« Reply #4 on: April 22, 2008, 11:36:39 AM »
Thanks for the warm welcome,
Yes, I have scrutinized every post about Weaver on this site. The transcriptions were very helpful (thanks john m) and the info about his scrapbook was really interesting (thanks bunker hill).

Well, I'm not looking at his influence on the blues exclusively (since John Fahey kind of defies categories), but I guess I am looking for something more than the fact that Guitar Rag became a country standard (I mean, assuming there is more--that might be all there is to it in terms of influence). I mean he was no virtuoso, like his successor at Okeh, Lonnie Johnson, but there is "something" about his music that just "mmmhh." His sound is so distinct. It's very charming, cheeky, slick, energetic, mellow, mournful and witty all at once, and just full of personality. That not to say that others weren't, they were all personalities. I guess Weaver just seems to have a personality that stands out somehow. And since there's a dearth of biographical information about him, I'm trying to pinpoint it in his music.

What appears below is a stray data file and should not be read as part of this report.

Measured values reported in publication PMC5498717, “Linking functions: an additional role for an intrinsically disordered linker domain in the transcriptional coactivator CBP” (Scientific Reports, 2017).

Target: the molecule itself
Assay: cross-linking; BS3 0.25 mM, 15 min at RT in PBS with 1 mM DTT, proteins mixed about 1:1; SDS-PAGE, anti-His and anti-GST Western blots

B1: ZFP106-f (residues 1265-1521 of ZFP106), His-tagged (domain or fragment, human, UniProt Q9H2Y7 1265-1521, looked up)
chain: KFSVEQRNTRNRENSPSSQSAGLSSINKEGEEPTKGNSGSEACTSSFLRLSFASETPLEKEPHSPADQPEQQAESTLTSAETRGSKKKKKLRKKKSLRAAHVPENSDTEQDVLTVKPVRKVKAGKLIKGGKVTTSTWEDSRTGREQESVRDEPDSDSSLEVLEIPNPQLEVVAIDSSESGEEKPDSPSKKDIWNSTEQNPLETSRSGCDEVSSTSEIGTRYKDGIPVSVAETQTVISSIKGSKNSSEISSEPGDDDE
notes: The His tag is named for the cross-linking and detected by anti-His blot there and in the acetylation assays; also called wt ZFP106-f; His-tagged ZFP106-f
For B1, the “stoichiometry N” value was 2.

It's funny, sometimes listening to his songs, especially his instrumental, I feel like they ring bells, but I can never put my finger on it. Like in "Six String Banjo Piece," there are certain phrases that almost remind me of something, but then everything escapes me.

Well, thanks again everyone.

Offline Bunker Hill

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Re: Was Sylvester Weaver Influential?
« Reply #5 on: April 22, 2008, 11:47:19 AM »